3-D printing spurs a manufacturing revolution — from the New York Times by Ashlee Vance

Video Gallery: 4 Futuristic Technologies From Japan’s NTT
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Demo 1: Telemedicine
Demo 2: Digital Signage
Demo 3: Home ICT
Demo 4: Remote Collaboration Apparatus “t-Room”

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4FuturisticTechs-8-26-10-dist-ed

Cardiology moves online -- iPad app
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As I sat down to review The European Society of Cardiology (ESC) Textbook of Cardiovascular Medicine, which was provided to me as the online version, I wondered, how would this textbook look on my new iPad? Would it be readable? Would it be better than on my desktop? Would it be any better than a “real” textbook? Could this be a new era where information really does get to the bedside?

The short answer is yes—The ESC Textbook of Cardiovascular Medicine Online is very readable on the iPad, and as such I think it marks another step in the ongoing shift of information online, making it more mobile. But is an online textbook the answer to “point of care” information in medicine? No, but it is a very useful step forward in helping bring evidence-based information and guidelines to clinicians into day to day practice.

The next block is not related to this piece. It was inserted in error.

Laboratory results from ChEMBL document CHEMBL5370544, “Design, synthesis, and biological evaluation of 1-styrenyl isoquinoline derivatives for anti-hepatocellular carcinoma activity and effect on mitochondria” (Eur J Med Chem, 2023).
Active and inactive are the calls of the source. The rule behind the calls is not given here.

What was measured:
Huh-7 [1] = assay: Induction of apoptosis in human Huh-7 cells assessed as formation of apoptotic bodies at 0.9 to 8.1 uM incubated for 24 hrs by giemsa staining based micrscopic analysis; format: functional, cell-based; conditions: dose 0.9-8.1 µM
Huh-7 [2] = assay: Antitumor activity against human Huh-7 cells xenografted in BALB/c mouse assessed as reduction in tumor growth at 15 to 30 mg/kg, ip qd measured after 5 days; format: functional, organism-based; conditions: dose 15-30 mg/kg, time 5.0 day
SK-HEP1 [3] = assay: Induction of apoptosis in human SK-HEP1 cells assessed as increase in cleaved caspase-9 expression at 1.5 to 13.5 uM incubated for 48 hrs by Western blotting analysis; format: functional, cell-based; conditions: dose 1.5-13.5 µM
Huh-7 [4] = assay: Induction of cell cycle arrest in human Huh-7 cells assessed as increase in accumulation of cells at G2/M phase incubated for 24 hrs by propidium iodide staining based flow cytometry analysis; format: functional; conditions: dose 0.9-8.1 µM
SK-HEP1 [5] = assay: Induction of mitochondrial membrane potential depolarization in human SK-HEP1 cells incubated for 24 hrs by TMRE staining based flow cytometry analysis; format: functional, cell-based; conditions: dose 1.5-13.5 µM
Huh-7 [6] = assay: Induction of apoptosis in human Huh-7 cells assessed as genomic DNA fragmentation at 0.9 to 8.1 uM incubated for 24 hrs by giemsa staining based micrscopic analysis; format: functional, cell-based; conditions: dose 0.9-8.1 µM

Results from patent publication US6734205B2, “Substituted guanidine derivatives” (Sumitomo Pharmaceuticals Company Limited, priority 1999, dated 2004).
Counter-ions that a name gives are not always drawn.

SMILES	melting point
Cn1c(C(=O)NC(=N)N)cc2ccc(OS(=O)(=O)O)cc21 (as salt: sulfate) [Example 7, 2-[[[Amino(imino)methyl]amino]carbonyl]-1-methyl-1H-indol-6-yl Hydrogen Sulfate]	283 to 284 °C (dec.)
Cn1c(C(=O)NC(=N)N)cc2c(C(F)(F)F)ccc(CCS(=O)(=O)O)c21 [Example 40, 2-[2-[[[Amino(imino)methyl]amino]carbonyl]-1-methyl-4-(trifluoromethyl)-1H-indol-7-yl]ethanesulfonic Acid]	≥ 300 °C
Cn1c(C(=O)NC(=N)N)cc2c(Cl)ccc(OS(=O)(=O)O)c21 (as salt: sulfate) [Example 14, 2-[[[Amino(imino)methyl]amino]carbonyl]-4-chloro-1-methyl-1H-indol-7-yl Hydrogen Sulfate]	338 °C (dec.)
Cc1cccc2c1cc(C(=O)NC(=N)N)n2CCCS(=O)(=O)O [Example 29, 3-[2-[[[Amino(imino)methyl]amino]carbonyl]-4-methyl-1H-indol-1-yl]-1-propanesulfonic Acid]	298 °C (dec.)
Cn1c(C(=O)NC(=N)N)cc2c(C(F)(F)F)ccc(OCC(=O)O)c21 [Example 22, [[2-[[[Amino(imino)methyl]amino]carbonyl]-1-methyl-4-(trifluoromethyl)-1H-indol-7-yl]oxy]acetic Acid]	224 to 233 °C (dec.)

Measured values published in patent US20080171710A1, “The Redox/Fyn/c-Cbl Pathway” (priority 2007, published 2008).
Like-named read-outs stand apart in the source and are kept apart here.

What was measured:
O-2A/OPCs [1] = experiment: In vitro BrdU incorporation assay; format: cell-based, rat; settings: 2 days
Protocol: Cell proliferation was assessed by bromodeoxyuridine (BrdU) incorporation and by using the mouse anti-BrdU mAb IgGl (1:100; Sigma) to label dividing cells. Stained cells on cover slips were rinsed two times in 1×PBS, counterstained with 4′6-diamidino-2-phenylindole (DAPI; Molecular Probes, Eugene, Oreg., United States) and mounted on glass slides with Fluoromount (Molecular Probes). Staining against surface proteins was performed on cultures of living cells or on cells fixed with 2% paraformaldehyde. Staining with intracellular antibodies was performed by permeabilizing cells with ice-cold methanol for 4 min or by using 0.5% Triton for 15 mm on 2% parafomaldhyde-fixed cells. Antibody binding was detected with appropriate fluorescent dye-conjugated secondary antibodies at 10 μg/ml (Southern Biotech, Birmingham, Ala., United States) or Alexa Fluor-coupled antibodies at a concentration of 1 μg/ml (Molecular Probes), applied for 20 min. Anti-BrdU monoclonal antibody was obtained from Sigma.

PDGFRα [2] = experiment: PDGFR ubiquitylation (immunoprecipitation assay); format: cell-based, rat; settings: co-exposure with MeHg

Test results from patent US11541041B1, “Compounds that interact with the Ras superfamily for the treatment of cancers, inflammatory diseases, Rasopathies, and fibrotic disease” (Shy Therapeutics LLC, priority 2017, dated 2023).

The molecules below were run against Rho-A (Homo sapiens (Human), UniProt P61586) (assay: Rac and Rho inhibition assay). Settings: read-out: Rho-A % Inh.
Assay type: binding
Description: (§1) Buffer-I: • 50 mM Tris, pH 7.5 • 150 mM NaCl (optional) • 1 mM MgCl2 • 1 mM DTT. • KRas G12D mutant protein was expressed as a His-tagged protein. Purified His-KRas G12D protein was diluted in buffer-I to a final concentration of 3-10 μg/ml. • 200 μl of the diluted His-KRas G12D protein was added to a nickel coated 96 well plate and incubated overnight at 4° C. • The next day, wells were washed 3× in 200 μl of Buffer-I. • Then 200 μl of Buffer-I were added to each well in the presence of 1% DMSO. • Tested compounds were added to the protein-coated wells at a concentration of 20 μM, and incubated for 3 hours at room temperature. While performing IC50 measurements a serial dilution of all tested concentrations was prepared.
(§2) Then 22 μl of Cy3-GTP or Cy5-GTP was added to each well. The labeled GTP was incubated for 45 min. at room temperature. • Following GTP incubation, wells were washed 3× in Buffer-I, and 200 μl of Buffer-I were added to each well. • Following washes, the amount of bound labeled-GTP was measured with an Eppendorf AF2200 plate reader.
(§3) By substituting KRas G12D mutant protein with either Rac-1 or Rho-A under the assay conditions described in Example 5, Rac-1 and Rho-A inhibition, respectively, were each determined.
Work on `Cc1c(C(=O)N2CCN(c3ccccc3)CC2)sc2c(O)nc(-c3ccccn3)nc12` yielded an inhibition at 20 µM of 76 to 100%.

TUCSON, Ariz., March 10 /PRNewswire/ — If current trends in the use of online education continue, 50% of continuing medical education (CME) used by physicians will be delivered via the Internet in 2016. This would represent a dramatic increase over the 9% of CME delivered via the Internet in 2008. According to a new study published in the winter, 2010 issue of the Journal of Continuing Education in the Health Professions these changes in how practicing physicians obtain ongoing training could disrupt the multi-billion dollar CME industry in much the same way technological innovations have disrupted other established industries.

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